To be clear, training to use naloxone will still be available for anyone who wants it -- both online and in person. But, just as defibrillators are available in public shopping centers, airports and grocery stores, so should naloxone. In an emergency, you shouldn’t have to prove you have training in order to save lives.

Passing this legislation would essentially make naloxone over-the-counter. This is a best practice already adopted by neighboring states in Virginia and Pennsylvania, among others.

To be sure, naloxone alone is not the answer. We must also advocate for increased long-term treatment for individuals with substance use disorders. But if we cannot save a life from overdose today, there is no chance for a person to enter recovery and lead a healthier life tomorrow. Treatment works and recovery is possible. Naloxone gives those suffering from addiction that opportunity.

The opioid epidemic is claiming the lives of thousands of fellow Marylanders every year. Expanding access to naloxone is one concrete step we can take, and I encourage our legislators in Annapolis to support HB 791/SB 868 to empower every resident to save lives.

Dr. Leana Wen is the commissioner of health in Baltimore City. Twitter: @DrLeanaWen and @BMore_Healthy.

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City braces for overdoses after pain clinic shut down (WBAL TV11)

BALTIMORE —Authorities have shut down a pain clinic in north Baltimore after police raided it this week. 

Offices of the Westside Medical Group in the 4400 block of Falls Road were closed Thursday. People who went to the door of the clinic Thursday afternoon found a notice that said, "The office of Dr. Kofi Shaw-Taylor is closed." The notice had phone numbers to call for help, including the Maryland Crisis Hotline, (800-422-0009), and the Baltimore City Health Department.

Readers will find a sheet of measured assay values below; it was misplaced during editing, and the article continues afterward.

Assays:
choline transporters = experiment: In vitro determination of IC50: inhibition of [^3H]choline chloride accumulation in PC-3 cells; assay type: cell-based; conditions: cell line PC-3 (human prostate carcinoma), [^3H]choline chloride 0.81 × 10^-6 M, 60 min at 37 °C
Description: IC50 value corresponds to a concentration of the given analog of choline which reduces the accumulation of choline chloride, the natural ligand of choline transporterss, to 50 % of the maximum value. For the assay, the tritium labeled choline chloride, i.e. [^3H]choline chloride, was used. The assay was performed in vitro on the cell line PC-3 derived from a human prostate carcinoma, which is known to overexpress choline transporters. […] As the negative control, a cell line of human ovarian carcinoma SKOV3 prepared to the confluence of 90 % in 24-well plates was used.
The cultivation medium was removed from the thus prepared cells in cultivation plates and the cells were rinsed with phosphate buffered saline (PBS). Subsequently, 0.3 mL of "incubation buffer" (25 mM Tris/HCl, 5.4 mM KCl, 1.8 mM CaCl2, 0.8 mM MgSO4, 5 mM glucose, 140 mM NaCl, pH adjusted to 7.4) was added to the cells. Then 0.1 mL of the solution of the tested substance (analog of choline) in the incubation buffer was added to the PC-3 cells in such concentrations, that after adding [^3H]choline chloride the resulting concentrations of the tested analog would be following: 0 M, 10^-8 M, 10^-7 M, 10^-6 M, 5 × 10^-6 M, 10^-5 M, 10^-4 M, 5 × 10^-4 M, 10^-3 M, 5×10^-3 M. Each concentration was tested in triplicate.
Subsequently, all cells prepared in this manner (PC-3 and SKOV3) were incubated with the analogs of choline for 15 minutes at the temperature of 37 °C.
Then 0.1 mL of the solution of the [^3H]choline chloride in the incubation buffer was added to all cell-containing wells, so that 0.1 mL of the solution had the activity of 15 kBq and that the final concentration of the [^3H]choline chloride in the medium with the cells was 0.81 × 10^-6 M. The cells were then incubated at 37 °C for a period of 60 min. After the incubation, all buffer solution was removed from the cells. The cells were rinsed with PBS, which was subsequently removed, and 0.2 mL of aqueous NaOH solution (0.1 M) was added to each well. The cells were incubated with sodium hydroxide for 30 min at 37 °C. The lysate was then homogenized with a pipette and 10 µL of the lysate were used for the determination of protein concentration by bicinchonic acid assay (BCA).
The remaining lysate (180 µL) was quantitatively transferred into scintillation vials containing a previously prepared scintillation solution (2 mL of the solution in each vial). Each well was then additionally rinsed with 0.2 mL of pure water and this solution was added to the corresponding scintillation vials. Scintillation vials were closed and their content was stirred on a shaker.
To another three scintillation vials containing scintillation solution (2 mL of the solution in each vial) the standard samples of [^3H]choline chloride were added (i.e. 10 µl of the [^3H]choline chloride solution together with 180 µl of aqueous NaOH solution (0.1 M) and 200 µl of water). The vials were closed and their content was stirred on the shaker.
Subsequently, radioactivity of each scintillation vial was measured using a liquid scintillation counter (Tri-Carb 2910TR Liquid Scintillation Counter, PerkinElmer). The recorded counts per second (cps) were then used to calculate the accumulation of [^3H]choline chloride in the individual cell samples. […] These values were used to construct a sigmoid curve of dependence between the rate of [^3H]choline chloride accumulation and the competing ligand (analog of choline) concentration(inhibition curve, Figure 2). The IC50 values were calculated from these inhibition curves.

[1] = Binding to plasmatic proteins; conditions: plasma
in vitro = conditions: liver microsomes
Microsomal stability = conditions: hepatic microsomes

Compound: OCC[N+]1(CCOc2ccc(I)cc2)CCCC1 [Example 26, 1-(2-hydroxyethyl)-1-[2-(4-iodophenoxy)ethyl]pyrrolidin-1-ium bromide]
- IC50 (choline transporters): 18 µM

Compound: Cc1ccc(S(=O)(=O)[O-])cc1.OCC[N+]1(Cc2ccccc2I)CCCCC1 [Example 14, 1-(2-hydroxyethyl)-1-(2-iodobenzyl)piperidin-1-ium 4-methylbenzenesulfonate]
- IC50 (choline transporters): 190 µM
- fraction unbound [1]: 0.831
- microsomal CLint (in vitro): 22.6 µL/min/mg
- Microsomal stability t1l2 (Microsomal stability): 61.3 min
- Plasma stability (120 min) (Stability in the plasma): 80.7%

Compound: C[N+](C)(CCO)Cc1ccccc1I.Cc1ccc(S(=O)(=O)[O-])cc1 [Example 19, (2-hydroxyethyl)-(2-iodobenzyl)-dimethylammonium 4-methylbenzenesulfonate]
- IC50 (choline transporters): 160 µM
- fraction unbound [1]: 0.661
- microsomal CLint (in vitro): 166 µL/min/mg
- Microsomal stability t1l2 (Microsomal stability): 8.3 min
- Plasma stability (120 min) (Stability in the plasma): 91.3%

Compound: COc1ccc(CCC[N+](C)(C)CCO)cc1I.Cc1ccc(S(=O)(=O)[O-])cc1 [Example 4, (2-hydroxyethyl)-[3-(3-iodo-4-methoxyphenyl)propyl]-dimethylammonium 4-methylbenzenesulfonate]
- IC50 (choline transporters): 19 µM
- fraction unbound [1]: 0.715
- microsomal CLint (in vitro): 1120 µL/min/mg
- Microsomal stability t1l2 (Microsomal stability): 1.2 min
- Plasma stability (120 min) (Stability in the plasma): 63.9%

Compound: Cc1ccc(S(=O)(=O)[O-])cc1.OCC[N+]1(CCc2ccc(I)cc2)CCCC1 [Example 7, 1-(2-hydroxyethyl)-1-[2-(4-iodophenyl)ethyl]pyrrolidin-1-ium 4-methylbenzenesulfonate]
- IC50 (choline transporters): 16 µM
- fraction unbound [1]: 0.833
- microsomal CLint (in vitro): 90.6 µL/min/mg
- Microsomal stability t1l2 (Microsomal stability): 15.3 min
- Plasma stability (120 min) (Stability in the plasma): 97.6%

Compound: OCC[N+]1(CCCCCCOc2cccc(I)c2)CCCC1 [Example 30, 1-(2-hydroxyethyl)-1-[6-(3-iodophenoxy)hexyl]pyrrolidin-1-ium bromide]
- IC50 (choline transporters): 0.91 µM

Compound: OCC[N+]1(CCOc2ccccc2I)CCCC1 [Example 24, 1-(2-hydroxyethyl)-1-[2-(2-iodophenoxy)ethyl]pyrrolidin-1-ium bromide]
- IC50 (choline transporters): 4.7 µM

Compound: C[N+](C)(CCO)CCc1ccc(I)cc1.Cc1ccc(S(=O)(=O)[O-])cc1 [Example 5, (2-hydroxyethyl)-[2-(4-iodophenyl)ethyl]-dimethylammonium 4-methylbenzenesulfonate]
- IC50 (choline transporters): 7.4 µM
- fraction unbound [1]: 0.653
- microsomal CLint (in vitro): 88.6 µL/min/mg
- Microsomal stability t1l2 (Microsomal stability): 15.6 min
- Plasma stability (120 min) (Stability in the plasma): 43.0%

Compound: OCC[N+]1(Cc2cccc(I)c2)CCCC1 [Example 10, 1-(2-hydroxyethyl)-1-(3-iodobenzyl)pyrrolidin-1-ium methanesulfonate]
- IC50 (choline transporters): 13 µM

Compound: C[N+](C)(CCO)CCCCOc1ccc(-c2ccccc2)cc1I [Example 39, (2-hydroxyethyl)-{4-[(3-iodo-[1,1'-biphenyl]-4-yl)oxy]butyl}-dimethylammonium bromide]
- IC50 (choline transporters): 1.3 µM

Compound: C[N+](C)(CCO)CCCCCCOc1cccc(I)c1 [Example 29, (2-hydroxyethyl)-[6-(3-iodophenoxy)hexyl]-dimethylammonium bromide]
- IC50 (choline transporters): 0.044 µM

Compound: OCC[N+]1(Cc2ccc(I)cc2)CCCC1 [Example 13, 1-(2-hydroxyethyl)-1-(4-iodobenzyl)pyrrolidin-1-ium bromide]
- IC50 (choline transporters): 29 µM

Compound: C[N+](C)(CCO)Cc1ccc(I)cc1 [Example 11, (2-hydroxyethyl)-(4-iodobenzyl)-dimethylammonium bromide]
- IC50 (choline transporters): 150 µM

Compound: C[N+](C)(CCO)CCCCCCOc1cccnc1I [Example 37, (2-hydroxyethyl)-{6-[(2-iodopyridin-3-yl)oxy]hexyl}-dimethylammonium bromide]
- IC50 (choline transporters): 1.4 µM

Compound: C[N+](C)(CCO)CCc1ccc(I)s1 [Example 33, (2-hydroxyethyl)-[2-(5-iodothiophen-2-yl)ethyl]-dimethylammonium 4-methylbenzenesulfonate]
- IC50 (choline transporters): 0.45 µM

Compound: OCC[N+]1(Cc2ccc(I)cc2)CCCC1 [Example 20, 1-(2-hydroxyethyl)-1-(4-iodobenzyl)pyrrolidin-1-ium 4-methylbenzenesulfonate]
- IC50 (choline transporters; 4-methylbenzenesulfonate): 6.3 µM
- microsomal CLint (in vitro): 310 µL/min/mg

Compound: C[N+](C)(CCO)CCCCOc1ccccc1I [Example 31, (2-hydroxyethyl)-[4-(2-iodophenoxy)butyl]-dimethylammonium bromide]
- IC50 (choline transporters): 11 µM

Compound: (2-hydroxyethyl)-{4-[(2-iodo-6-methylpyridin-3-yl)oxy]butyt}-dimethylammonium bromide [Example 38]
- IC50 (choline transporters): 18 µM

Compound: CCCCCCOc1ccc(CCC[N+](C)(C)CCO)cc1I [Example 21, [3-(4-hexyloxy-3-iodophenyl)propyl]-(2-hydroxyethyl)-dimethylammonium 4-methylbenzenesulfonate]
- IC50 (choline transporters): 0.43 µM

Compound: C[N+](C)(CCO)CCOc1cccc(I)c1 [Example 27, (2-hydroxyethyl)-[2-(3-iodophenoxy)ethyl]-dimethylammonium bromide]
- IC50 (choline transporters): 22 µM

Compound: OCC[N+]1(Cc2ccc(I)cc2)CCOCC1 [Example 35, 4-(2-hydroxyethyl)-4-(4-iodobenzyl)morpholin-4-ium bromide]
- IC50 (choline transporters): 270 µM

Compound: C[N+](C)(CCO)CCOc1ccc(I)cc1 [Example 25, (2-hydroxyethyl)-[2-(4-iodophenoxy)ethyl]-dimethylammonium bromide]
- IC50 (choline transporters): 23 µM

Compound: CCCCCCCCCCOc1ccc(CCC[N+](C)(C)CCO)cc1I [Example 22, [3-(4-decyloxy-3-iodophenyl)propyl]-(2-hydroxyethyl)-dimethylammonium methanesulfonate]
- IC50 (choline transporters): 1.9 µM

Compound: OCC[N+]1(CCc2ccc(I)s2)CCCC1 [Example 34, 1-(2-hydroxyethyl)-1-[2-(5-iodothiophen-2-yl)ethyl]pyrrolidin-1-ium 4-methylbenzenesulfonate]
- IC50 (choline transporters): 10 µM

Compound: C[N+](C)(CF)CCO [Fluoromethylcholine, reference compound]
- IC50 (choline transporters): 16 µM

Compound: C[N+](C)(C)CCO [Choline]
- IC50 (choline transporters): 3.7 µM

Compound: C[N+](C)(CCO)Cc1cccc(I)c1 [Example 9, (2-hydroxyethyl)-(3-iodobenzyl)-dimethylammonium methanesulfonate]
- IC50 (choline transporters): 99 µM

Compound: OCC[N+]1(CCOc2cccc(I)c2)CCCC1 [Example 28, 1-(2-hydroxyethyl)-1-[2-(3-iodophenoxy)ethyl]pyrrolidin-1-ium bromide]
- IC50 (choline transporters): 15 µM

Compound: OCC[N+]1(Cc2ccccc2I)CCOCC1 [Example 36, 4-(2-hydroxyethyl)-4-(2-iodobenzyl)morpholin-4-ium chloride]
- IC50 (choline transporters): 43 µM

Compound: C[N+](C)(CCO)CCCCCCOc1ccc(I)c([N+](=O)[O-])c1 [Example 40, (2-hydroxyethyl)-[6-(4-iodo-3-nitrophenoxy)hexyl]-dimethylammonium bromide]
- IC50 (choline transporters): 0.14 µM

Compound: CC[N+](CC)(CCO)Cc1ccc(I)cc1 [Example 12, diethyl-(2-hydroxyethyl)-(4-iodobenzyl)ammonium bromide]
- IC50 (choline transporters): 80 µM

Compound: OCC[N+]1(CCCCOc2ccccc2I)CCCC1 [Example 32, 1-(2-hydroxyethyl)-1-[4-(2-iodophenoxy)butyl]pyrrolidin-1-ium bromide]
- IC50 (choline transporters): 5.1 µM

The Health Department issued a warning Tuesday after federal, state and local law enforcement shut down the clinic. 

"We sent out the alert in order to let our partners in law enforcement, in emergency departments, fire departments and EMS and other outreach workers know that there may be an increase in overdoses that are occurring," Baltimore City Health Commissioner Dr. Leana Wen said.

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N Baltimore pain clinic raided by the Feds, city health department says overdoses could spike (ABC2 NEWS)

BALTIMORE - A spokesperson for the DEA tells ABC 2 News a task force made up of federal and local agencies raided Dr. Kofi Shaw-Taylor's offices on Falls Road Tuesday morning, calling it a pain management clinic.

 The doors are locked, and there's a sign out front letting people know the practice is closed.  We don't have many details about the investigation into Shaw-Taylor, but the Maryland Attorney General's office says the Annapolis man was charged with Medicaid fraud.

"I was shocked to hear about this,” one patient said.

The woman says she's been coming to the clinic for the past year to get Suboxone, a narcotic used to treat opioid addiction.  It’s unclear how many people were being treated by Shaw-Taylor, however now they're all scrambling to find a new doctor and get new prescriptions.